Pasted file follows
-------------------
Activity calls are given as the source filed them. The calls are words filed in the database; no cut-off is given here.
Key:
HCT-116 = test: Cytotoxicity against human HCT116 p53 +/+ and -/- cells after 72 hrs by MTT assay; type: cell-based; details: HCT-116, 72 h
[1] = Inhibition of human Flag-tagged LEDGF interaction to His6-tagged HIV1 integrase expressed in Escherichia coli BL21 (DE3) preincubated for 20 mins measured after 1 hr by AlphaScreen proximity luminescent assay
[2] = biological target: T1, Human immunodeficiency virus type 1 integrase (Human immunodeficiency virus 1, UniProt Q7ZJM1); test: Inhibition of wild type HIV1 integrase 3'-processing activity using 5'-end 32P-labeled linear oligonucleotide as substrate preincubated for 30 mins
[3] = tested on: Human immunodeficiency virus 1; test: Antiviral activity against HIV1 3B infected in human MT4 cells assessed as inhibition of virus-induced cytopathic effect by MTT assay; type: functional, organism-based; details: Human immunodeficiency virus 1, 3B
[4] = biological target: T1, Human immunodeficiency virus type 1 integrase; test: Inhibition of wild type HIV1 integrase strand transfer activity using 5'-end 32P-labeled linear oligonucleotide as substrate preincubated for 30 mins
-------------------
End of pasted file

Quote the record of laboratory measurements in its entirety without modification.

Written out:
Activity calls are given as the source filed them. The calls are words filed in the database; no cut-off is given here.
Key:
HCT-116 = test: Cytotoxicity against human HCT116 p53 +/+ and -/- cells after 72 hrs by MTT assay; type: cell-based; details: HCT-116, 72 h
[1] = Inhibition of human Flag-tagged LEDGF interaction to His6-tagged HIV1 integrase expressed in Escherichia coli BL21 (DE3) preincubated for 20 mins measured after 1 hr by AlphaScreen proximity luminescent assay
[2] = biological target: T1, Human immunodeficiency virus type 1 integrase (Human immunodeficiency virus 1, UniProt Q7ZJM1); test: Inhibition of wild type HIV1 integrase 3'-processing activity using 5'-end 32P-labeled linear oligonucleotide as substrate preincubated for 30 mins
[3] = tested on: Human immunodeficiency virus 1; test: Antiviral activity against HIV1 3B infected in human MT4 cells assessed as inhibition of virus-induced cytopathic effect by MTT assay; type: functional, organism-based; details: Human immunodeficiency virus 1, 3B
[4] = biological target: T1, Human immunodeficiency virus type 1 integrase; test: Inhibition of wild type HIV1 integrase strand transfer activity using 5'-end 32P-labeled linear oligonucleotide as substrate preincubated for 30 mins